Legislative Assembly for the ACT: 2000 Week 9 Hansard (7 September) . . Page.. 2964 ..
MR RUGENDYKE (continuing):
I would also like to mention the foreshadowed amendments from the Labor Party and the Greens. The Greens spoke to my office yesterday and I will be supporting at least one of their amendments, and I will listen carefully during the detail debate before determining my position on the other.
However, Mr Speaker, I have found the Labor Party's approach to this bill extremely curious. At last Wednesday's government business meeting the Labor Party representative said that they had concerns about this bill and wanted to consult, including with the Independents. Now, I have not seen the Labor Party, and they certainly have not fulfilled their pledge to consult on their intentions. The first I saw of any Labor Party amendments was five minutes before sitting this morning, so I am not aware of what the Labor Party is trying to achieve and I will listen to their case today with great interest.
The reason I am extremely guarded about the Labor Party's proposed amendments is that it was the Labor Party who was responsible for this anomaly in the first place. The disclosure requirements were part of a Labor Party bill that was introduced in 1993 and passed in 1994. During this seven-year period the Labor Party has never attempted to fix the anomaly.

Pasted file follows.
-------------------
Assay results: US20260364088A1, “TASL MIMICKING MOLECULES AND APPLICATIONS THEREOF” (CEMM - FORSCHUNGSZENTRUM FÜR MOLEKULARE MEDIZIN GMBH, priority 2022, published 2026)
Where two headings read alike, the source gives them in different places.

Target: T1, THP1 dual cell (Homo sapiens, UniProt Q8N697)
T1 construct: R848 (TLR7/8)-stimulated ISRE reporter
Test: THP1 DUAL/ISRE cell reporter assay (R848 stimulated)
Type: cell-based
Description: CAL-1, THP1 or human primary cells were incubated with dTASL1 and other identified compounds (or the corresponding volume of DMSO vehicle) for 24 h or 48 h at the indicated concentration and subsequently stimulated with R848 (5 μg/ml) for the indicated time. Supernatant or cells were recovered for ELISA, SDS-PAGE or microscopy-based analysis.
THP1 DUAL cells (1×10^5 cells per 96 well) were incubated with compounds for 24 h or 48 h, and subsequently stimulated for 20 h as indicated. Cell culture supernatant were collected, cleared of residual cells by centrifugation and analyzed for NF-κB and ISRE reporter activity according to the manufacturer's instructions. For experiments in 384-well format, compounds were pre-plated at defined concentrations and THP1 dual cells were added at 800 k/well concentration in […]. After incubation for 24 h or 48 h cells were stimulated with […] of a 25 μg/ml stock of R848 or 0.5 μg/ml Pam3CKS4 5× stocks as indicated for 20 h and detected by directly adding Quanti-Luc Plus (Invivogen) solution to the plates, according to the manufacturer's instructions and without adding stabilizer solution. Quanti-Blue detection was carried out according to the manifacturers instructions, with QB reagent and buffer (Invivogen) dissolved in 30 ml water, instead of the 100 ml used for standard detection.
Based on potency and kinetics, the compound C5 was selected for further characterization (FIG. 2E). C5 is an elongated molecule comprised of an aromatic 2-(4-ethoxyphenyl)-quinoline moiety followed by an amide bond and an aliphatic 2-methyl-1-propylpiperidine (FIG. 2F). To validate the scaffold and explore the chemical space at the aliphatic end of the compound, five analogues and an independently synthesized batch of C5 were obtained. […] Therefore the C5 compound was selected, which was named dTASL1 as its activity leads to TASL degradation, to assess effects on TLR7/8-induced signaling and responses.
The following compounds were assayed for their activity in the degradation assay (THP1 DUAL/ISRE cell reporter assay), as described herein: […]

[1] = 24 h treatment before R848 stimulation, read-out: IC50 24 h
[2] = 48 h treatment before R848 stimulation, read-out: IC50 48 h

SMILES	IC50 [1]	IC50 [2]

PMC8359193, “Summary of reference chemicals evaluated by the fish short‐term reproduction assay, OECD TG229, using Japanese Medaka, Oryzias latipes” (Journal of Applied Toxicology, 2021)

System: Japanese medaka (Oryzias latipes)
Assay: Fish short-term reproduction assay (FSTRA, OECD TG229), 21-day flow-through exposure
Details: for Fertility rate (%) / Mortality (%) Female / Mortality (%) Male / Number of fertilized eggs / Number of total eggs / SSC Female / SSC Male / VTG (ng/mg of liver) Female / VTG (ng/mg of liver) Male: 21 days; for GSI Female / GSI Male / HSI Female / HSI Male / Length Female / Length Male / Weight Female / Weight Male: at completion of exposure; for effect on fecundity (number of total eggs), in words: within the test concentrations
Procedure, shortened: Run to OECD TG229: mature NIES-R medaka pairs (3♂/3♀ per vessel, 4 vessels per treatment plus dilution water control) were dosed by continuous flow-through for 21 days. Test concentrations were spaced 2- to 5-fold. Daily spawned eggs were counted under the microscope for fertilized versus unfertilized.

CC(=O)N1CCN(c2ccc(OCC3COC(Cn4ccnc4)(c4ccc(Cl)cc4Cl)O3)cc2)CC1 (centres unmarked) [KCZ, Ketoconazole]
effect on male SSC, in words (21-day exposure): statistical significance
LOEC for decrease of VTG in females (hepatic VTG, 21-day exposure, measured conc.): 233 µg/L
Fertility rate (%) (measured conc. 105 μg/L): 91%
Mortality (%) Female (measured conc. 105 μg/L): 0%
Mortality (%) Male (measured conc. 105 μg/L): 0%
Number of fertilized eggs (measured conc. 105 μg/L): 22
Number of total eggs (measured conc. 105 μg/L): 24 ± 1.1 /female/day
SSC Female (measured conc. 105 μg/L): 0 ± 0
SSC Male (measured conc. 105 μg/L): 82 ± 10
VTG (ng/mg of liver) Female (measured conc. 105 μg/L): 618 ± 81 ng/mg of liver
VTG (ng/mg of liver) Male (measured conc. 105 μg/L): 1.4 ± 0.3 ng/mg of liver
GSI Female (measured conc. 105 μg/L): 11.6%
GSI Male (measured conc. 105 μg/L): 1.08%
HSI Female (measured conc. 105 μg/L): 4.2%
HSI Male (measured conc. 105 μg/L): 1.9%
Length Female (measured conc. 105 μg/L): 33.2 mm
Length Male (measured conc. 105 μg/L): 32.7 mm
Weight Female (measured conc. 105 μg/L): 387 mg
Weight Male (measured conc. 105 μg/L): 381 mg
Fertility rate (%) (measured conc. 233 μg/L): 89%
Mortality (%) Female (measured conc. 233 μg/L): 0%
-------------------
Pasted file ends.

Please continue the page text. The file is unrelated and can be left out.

Mr Corbell: Was it passed with the Liberals' assent?
Mr Humphries: You were in government at the time. It was your bill.
MR SPEAKER: Order! Stop interjecting, Mr Corbell.
Mr Corbell: Who opposed that legislation in 1994? Did you oppose it?
Mr Humphries: No. Much of it we did.
Mr Corbell: Oh, you supported it. Right. I bet Mr Moore supported it as well.
MR SPEAKER: Order! Mr Rugendyke, continue. Order, please!
MR RUGENDYKE: Again I point out that the Electoral Commissioner has stated that the anomaly is outside the intended scope of the legislation, the intended scope of the Labor Party bill. During this seven-year period the Labor Party has never mentioned changing the intended scope of its own legislation. Now that the Electoral Commissioner has advised that the anomaly is not in the spirit or intention of the legislation and has recommended a correction, the Labor Party says it wants to move the goalposts. I think it is totally reasonable that I am guarded about the Labor Party's approach because they are the ones who set the bar at one level for themselves and a higher level for Independents in the first place. It is one rule for them and another for the Independents.
Mr Speaker, I reiterate that the approach recommended by the Electoral Commissioner appears to be the most sensible and straightforward approach to fix this glitch in the Electoral Act and bring the Independent MLAs into line with party members in this place.